For Archbishop of Yangon, marriage, conversion and the vote are inviolable human rights
Yangon (AsiaNews) - Marriage, conversion to a religion or faith other than that of one's birth and the right to vote, even for religious leaders, be they Buddhist, Christian, Hindu or Muslim, are inviolable human and political rights, Mgr Charles Bo, archbishop of Yangon, told AsiaNews as he strongly emphasised the value and importance of civil rights in a democratic society.
Less than a week after fresh sectarian violence broke out in the west of the country, the leaders of Myanmar's major religions met in the country's economic capital to discuss 'The religious roots of social harmony'.
About a hundred people took part in the conference, including U Wirathu, leader of the controversial '969 Movement', accused by many critics of fomenting hatred against the Muslim minority and sowing divisions in the country.
At a time of deep divisions, but also of significant attempts to rebuild it, bringing together in a harmonious way its different components, the archbishop of Yangon lists three essential issues for real peace: marriage, freedom of worship and the right to vote.
"On the subject of marriage, every man and woman should be free to marry people of any religion," Mgr Bo said.
Typically in Burmese culture, young people try to meet the expectations of their parents," the prelate explained. However, this should not affect their choice of a spouse because "no one, not even parents, can prevent or force" their children into an unwanted union.
"Religious leaders have a duty to act as a guide to couples and perform the service according to the faith of each," he added.
In the case of mixed marriages, religious leaders should make the necessary "joint efforts" to celebrate the service in accordance with the rituals of both religions.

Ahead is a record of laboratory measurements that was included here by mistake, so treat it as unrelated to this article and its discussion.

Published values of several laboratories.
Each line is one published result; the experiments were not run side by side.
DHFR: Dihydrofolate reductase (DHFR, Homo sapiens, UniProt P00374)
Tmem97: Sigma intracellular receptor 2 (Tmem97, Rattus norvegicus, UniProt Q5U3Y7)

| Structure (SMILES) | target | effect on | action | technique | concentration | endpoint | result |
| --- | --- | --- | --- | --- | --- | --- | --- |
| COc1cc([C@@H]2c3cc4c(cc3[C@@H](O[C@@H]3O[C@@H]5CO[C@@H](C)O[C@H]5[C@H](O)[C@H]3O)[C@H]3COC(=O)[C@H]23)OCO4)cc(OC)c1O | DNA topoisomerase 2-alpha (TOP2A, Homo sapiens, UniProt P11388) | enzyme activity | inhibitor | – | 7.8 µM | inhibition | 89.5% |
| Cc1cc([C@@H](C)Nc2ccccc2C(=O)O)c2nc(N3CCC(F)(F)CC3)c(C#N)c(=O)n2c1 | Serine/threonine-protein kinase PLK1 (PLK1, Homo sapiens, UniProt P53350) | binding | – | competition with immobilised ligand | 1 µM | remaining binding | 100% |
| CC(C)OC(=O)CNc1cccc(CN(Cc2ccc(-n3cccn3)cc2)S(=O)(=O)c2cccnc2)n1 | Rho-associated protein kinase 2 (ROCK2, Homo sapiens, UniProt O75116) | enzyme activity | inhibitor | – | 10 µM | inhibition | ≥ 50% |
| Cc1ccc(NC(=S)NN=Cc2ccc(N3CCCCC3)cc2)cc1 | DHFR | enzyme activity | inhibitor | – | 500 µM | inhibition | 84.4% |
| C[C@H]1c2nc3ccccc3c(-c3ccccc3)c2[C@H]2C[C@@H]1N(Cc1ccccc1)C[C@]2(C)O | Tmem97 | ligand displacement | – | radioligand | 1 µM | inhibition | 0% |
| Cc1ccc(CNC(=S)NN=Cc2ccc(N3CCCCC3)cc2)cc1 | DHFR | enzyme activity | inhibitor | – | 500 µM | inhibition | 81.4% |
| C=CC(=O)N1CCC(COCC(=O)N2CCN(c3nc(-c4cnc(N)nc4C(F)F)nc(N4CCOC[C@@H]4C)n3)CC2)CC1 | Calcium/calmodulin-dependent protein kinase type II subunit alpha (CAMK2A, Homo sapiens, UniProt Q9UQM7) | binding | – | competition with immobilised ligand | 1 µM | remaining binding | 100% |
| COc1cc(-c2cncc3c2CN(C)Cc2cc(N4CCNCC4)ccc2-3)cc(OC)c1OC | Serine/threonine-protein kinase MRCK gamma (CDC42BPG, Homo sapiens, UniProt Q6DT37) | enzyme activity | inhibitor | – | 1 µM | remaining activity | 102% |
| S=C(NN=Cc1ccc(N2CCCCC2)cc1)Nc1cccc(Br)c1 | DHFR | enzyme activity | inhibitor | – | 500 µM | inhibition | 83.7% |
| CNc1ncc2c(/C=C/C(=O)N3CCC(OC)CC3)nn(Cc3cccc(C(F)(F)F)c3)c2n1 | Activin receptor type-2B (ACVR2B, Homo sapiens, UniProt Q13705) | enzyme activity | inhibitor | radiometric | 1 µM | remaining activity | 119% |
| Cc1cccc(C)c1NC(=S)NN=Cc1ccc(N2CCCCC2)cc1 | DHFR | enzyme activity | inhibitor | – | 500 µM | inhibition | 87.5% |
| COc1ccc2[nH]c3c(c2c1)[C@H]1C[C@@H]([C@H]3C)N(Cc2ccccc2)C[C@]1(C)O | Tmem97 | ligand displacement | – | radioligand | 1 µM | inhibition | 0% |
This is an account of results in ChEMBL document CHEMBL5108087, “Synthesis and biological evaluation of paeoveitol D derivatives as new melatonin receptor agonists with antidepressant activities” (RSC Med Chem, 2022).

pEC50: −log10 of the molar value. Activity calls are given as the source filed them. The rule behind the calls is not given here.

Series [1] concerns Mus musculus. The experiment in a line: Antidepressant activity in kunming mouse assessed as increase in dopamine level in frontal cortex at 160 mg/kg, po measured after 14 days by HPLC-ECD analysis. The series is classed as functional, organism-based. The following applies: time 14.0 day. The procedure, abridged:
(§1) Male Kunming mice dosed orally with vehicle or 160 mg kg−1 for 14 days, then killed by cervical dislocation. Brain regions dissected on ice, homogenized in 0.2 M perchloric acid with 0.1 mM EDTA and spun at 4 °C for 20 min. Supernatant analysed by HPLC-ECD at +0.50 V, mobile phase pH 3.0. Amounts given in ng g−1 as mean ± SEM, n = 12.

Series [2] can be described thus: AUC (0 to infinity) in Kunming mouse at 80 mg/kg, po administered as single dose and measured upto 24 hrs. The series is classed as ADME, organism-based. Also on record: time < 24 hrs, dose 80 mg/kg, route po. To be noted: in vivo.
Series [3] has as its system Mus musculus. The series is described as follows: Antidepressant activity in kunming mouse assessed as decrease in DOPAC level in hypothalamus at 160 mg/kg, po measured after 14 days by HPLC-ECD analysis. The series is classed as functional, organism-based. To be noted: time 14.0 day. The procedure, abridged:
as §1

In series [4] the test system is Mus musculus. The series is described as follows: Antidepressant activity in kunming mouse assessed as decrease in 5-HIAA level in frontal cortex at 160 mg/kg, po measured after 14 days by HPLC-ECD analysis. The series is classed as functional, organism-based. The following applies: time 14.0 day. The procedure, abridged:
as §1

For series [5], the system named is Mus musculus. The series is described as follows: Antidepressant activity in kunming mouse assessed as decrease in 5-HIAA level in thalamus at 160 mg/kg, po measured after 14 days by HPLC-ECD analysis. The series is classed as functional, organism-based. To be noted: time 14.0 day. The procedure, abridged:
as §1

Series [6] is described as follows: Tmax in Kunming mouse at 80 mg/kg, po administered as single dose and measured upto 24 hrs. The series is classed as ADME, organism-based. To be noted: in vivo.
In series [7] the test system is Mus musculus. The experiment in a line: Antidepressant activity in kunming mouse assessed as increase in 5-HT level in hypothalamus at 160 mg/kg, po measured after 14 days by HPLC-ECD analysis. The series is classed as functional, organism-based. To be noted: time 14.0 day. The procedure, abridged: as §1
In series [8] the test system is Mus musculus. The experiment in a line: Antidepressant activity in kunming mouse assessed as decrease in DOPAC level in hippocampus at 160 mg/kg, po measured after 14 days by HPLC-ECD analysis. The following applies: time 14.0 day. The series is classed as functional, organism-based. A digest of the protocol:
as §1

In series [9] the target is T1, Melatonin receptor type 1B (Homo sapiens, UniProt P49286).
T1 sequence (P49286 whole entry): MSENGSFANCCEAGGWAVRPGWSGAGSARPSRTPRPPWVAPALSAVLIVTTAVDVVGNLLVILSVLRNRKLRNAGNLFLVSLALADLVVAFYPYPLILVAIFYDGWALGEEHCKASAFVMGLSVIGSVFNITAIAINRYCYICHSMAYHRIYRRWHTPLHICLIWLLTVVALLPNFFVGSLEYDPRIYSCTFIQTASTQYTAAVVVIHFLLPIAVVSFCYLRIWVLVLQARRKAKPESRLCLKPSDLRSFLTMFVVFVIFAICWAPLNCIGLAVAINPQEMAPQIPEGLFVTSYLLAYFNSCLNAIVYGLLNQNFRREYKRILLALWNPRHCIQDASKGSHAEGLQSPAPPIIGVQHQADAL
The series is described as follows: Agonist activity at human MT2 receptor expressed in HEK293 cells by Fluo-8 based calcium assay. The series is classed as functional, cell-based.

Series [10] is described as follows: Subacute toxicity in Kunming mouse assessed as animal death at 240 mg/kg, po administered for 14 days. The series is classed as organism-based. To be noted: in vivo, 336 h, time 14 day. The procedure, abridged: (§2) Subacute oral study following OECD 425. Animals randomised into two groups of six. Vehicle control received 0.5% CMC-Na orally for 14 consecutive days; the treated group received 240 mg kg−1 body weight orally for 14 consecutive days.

On the issue of conversion, it ought to be a "free decision" by the people involved, the prelate said. "No one can force another to change his religion," he explained, "just as everyone should feel absolutely free to convert or remain in the religion to which they belong,"
This also applies to those who "do not profess any religion or are openly atheist".
Lastly, on the issue of the right to vote, this should apply to "every citizen." And in Myanmar, this means that "all religious leaders should have the opportunity to vote," Mgr Bo noted, like "in many other parts of the world."
Buddhist monks and nuns, Christian bishops, priests and Muslim imams "should be entitled to vote" because, in addition to being the spiritual leaders and representatives of specific faiths, they are also citizens.
Myanmar is a deeply divided nation, especially between the Buddhist majority and the Muslim minority.
The latest episodes of violence have occurred in the western state of Rakhine where an attack was reported on a Muslim village.
Meanwhile, a group of monks that launched a campaign in favour of a law that would restrict mixed marriages is continuing to push for it to be adopted by parliament.
Such groups oppose integration and harmony in a country with many ethnic and religious minorities. However, the country's development depends on the coexistence of its various components.
Since June 2012, the western state of Rakhine has been the scene of violent clashes between Burmese Buddhists and Rohingya Muslims (who number about 800,000 across Myanmar), which left at least 200 people dead and 250,000 displaced.
For US-based Human Rights Watch (HRW), the authorities are pursuing a policy of "ethnic cleansing" in the area.